Cave-Man Christmas

Dear Parishioners,

“Father James,” asked the St. Juliana students upon my abrupt entry into the classroom, “are you a caveman?”

Stroking my chin to see if I had shaved that day, I responded, “Um, no, I think not.”

“Ah-ha,” some of the class responded with glee, “we were right!”

I scratched my head and looked at the half of the class that was mournful. “What, you thought I was a beast?”

Everyone laughed and proceeded to tell me what they meant by their inquiry. Was I of the camp that believed Jesus was born in a stable or that which believed he was born in a cave? Was I a "cave-man" or a "stable-man"? Jesus was most likely born in a cave. You can see the actual cave today in the Church of the Nativity in Bethlehem. So, I am indeed a cave-man on that historical point.

But I'm also a cave-man on another point. What is the "cave," this is intermediary zone between earth and the netherworld? It's the spiritual life. When we pray to Jesus Christ—that is, when we are spiritual—we are in the cave. Prayer is an exercise of the soul. The soul connects with the divine. Yet we are still in our bodies on this earth. Thus when we pray we are in this intermediary zone. Just as the cave serves as shelter and can even be a home, prayer serves as our place of refuge, where we are sheltered and find true peace.

The Son of God, I believe, chose to be born in a cave, as opposed to a palace, because he wanted to send us a message: we reach our fullest potential when we pray. We experience Jesus in the cave, and that fills us with delight. It's like that 12th Century hymn by St. Bernard of Clairvaux:

Iesu dulcis memoria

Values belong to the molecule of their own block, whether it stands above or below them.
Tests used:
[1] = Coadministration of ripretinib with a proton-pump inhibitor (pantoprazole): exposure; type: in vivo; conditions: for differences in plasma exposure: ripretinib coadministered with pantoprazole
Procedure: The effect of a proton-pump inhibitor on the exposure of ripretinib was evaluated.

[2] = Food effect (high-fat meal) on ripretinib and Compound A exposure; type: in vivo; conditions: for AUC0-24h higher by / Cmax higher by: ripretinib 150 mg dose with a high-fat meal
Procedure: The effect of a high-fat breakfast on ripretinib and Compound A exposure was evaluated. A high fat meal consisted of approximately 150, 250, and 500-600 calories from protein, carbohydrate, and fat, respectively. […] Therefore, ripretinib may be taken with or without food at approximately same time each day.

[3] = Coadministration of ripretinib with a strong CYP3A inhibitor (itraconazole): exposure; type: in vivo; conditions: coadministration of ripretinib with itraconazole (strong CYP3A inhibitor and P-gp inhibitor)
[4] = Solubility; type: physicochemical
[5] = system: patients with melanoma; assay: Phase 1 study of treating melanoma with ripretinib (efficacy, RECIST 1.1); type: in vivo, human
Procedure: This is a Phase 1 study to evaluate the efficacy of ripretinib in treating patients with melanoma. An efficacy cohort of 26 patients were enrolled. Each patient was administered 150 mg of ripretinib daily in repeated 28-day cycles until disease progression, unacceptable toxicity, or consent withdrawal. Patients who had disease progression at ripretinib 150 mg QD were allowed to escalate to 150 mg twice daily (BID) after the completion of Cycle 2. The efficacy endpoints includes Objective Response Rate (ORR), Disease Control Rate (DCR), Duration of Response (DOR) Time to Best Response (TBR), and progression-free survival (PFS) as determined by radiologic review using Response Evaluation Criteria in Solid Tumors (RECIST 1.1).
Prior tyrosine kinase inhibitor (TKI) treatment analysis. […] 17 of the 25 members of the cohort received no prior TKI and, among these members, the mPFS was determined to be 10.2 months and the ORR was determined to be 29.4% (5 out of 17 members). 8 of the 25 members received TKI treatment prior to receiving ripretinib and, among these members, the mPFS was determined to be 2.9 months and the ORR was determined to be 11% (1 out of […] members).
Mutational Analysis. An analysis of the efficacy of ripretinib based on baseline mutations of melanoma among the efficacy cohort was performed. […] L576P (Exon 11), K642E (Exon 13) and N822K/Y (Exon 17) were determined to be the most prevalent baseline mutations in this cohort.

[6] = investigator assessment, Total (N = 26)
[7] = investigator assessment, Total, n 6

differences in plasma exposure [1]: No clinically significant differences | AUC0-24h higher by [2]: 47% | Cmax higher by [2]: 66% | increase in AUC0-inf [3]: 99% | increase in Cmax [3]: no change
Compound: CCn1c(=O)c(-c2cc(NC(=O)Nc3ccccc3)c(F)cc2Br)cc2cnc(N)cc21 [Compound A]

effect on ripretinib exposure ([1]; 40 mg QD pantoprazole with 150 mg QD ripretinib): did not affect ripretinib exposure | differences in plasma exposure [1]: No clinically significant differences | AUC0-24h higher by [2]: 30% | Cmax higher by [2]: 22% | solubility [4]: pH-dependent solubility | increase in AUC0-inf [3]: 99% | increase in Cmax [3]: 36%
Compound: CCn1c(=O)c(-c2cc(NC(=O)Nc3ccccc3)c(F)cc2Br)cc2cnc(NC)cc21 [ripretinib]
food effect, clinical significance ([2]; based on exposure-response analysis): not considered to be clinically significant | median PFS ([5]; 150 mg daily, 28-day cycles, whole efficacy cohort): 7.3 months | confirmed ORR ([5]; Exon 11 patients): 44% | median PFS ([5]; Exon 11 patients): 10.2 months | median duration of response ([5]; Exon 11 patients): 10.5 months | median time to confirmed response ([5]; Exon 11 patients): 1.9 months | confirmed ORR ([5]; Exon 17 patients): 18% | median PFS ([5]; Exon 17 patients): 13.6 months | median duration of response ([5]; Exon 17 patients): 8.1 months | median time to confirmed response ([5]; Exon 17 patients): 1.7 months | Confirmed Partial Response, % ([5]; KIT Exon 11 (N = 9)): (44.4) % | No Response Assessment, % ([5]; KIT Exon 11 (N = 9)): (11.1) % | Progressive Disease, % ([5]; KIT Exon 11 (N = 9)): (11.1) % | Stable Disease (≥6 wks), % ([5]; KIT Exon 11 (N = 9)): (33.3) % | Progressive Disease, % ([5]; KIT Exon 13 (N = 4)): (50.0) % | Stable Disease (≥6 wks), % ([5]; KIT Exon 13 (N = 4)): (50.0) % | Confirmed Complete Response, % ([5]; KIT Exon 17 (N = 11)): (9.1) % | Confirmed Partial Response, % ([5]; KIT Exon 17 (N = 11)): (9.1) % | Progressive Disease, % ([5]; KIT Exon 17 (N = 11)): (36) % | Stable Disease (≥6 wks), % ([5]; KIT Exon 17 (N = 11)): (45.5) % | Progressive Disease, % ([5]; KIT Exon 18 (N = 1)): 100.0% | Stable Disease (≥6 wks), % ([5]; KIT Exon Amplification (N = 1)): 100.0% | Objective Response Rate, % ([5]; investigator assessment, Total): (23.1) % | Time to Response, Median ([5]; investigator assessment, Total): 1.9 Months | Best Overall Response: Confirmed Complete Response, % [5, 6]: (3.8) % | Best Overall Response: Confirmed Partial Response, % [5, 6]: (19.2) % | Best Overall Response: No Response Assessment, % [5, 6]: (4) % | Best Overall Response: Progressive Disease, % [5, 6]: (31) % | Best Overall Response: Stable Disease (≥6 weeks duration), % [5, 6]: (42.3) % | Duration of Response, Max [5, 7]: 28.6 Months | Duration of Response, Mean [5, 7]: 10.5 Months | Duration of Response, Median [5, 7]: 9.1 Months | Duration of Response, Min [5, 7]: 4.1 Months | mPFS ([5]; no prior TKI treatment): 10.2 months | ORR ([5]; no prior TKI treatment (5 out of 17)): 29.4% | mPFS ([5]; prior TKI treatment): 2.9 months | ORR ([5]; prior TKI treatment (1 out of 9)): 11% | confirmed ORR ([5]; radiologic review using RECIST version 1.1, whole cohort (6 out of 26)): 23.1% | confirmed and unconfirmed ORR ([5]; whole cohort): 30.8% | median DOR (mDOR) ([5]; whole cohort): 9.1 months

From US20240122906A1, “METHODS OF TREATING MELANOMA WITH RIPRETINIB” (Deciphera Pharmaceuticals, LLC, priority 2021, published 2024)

dans vera cordis gaudia,
sed super mel et omnia,
ejus dulcis praesentia.

Nil canitur suavius,
nil auditur jucundius,
nil cogitatur dulcius
quam Jesus, Dei filius.

(Jesus, the very thought of thee
With sweetness fills the breast;
But sweeter far thy face to see,
And in thy presence rest.

No voice can sing, no heart can frame,
Nor can the memory find,
A sweeter sound than Jesus' Name
The Savior of Mankind.)

One of the effects of Christmas—what God's becoming man 2000 years ago did—is the re-configurement our humanity. We are meant to be in the cave. The people before Christ lived underground. They couldn't fully enjoy the light. We are not meant to live underground, without a true connection to the divine. We are also not meant to live totally above ground. People in society today who don't believe in God or don't practice their faith live only on the surface, never enjoying true shelter and peace.

We are meant for the cave. We are spiritual beings and we need to pray. So, please, today and every day of your life, pray to God. Have a "cave" where you can rest. It will make your work and play that much better. Be a caveman this Christmas and you will be truly alive.

Merry Christmas to you all and a blessed New Year.

Yours in Christ,
Father James

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